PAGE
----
After a year of shifting security threats that deepened their impact on Web 2.0 sites and expanded to attack mobile devices, some security vendors are expecting even more creative threats in 2010. For example, CA believes cyber criminals will continue to exploit platforms like Facebook and Twitter, but the criminals will also sniff out easier ways to steal sensitive information. CA says they expect criminals to hire "moles" to pinpoint weaknesses and use employees (or former employees) willing to siphon data for a profit. This new approach is why CA expects data loss prevention technology to provide growth opportunity to VARs in 2010. Overall, CA has ID'd these five top security threats in 2010.
"Quiet" cyber attacks — past attacks were often "loud" in an attempt to gain attention; today, they are becoming "invisible," with cyber criminals working hard to remain under the radar as they pull personal, sensitive data off networks.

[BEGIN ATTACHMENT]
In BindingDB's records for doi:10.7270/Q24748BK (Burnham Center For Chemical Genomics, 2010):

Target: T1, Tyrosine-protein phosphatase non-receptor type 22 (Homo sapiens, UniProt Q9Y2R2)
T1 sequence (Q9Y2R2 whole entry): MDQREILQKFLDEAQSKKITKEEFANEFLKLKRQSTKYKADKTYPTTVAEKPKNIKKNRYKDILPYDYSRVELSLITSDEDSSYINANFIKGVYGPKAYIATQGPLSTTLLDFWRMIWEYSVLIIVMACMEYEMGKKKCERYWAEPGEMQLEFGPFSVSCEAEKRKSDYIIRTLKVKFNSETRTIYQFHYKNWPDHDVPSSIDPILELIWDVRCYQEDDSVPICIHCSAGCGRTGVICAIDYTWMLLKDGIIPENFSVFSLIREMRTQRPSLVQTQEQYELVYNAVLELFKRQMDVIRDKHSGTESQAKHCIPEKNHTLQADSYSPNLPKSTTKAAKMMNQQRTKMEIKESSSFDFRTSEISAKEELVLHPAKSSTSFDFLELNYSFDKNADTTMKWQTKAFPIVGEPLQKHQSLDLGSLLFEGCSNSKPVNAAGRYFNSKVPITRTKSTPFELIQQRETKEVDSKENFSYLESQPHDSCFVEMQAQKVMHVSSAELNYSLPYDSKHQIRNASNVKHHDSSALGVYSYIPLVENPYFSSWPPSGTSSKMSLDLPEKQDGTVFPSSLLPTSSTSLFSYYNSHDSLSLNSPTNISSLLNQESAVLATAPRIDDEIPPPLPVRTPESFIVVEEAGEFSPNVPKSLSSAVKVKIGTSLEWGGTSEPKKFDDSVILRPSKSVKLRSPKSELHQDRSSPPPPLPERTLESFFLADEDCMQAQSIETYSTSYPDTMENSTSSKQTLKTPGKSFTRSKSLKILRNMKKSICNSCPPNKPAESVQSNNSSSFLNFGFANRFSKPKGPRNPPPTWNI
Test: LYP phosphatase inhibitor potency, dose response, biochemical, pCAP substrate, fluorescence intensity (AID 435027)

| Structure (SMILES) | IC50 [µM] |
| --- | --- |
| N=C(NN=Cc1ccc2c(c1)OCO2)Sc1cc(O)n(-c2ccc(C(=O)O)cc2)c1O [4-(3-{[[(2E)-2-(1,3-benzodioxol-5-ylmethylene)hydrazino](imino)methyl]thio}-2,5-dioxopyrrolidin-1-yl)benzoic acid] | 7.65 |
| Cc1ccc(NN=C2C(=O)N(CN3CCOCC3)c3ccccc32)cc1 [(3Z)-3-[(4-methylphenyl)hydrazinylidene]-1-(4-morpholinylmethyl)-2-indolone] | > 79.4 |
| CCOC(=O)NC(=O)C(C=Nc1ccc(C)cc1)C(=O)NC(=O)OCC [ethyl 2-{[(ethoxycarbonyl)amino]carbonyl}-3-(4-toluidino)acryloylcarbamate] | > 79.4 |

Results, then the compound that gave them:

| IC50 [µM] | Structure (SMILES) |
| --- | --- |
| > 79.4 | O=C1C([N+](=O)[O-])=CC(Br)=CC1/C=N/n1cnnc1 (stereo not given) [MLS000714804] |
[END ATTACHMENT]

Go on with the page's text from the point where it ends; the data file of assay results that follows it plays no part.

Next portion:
Internal threats — While employees misusing data and making mistakes is a constant threat, the internal threat has morphed to having more intentional motives as a result of the poor economic conditions.
Attacks on mobile devices — with new and innovative ways of using mobile device platforms (e.g. games that collect information) and more open interfaces, criminals will be looking for ways use information on mobile devices to make money.
Security in the cloud — the growing adoption of cloud-based models will shift the responsibility for the security of data in the cloud to the organization collecting the information. This will drive more specific customer/vendor agreements.
DLP — With a "predicted" increase in threats coming from inside an organization, companies will need to look for new ways to improve control and protection of data. Consequently, DLP will become more "identity-centric" and more "content aware."